Politico points out a new report from Richard Foster, Medicare's chief actuary, noting that seniors enrolled in Medicare Advantage plans will see reduced benefits as a result of the recent health care overhaul:
A Medicare official concedes that seniors may have to dig deeper into their wallets next year thanks to the health care law.
The new analysis obtained by POLITICO finds the health care overhaul will result in increased out-of-pocket costs for seniors on Medicare Advantage plans.
Richard Foster, the actuary for the Centers for Medicare and Medicaid, also tells Senate Republicans that the overhaul will result in "less generous benefit packages" for Medicare Advantage plans next year. Foster is independent from the administration and non-partisan.
Politico frames this as a concession. It's not much of one. Last year, a different Foster report indicated that, as The Washington Post summarized, the health care overhaul "would sharply reduce benefits for some senior citizens and could jeopardize access to care for millions of others." And the Congressional Budget Office has said that an early draft of the law "would reduce the extra benefits that would be made available to beneficiaries through Medicare Advantage plans."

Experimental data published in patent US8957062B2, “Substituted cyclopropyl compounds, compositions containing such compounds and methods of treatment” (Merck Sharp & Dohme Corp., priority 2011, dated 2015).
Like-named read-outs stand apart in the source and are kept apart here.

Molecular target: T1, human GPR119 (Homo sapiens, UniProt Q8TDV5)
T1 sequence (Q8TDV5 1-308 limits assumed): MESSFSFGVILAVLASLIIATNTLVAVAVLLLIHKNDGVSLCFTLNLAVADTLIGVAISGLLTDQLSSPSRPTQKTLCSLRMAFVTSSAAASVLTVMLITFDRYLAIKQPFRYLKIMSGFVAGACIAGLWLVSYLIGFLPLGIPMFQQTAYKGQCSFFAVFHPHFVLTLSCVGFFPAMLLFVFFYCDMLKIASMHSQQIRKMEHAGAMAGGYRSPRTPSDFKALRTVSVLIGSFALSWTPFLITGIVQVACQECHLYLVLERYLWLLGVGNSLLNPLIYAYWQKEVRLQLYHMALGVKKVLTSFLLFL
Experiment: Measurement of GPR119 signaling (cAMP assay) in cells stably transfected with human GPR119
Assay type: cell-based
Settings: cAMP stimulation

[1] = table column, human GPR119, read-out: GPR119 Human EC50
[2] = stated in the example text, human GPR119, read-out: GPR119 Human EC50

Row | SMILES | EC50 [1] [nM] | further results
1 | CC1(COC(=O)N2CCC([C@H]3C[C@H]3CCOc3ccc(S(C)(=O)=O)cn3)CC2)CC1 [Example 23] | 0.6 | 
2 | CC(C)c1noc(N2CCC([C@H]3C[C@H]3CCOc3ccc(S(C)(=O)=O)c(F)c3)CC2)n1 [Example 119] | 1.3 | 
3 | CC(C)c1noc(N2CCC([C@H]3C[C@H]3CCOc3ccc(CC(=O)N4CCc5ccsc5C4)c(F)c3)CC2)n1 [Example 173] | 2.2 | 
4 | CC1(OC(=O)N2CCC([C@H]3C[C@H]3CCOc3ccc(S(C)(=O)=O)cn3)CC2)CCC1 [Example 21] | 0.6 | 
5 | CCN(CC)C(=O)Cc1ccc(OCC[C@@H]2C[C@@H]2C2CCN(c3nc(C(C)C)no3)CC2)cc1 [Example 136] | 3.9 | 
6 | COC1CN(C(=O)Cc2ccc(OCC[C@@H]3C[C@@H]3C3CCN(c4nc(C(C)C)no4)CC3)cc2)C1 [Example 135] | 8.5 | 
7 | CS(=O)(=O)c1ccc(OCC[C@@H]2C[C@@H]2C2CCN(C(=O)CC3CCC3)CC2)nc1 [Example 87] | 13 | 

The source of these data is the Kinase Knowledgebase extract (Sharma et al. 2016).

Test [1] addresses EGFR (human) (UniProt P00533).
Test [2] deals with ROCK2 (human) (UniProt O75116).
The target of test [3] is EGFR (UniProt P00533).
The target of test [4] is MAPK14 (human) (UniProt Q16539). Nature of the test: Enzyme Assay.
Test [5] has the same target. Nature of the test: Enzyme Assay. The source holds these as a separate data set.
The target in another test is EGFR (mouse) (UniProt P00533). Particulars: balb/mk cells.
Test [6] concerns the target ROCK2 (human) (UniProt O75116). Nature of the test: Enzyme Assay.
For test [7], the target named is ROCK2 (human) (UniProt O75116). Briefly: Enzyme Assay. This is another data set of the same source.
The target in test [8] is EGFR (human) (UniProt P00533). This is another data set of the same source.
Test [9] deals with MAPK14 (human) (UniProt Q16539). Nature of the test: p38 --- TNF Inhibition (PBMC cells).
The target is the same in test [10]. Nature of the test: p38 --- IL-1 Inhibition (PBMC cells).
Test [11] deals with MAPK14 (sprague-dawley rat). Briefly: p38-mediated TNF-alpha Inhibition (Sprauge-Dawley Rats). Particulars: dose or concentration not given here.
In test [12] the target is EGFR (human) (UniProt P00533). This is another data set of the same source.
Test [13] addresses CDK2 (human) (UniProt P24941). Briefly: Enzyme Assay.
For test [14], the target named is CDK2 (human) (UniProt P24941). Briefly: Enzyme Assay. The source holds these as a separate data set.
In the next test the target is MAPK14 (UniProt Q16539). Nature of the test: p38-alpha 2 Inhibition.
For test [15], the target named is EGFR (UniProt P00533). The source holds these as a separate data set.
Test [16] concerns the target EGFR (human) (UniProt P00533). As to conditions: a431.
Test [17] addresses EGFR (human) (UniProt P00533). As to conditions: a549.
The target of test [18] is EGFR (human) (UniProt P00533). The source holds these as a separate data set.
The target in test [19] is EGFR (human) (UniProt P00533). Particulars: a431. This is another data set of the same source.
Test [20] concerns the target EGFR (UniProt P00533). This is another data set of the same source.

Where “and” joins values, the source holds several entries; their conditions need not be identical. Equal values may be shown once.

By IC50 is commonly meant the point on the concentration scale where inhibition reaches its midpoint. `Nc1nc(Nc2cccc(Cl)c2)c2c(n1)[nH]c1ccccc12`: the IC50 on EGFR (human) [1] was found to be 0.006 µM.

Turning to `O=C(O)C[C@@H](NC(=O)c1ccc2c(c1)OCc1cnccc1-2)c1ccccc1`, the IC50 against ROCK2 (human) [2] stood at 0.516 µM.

Now, some recent changes to Medicare Advantage have been mistakenly attributed to the PPACA. For example, health insurers in both Massachusetts and Minnesota recently announced that they would be dropping tens of thousands of seniors from their current Medicare Advantage plans. Those changes appear to be at primarily a result of a 2008 law requiring fee-for-service Medicare Advantage plans to create networks of doctors. Rather than build those networks, some insurers have simply opted out of the market.
But the fact is that despite the Obama administration's attempts to tell seniors that Medicare wouldn't be negatively affected by the new health care law, both Foster and the CBO have made it pretty clear that seniors will see fewer benefits and/or higher costs. Obama may have promised seniors at an AARP panel last year that "nobody is talking about reducing Medicare benefits." But at least for seniors on Medicare Advantage, official government sources have been talking about reducing those benefits since roughly the time that the first drafts of the bill were released.
Are cuts to Medicare a bad thing? Not at all. In fact, I think it's pretty clear that major changes are necessary in order to hold down the program's spending growth. But the Obama Administration has repeatedly misled the public about how the new law will affect the program. More context on ObamaCare and Medicare here.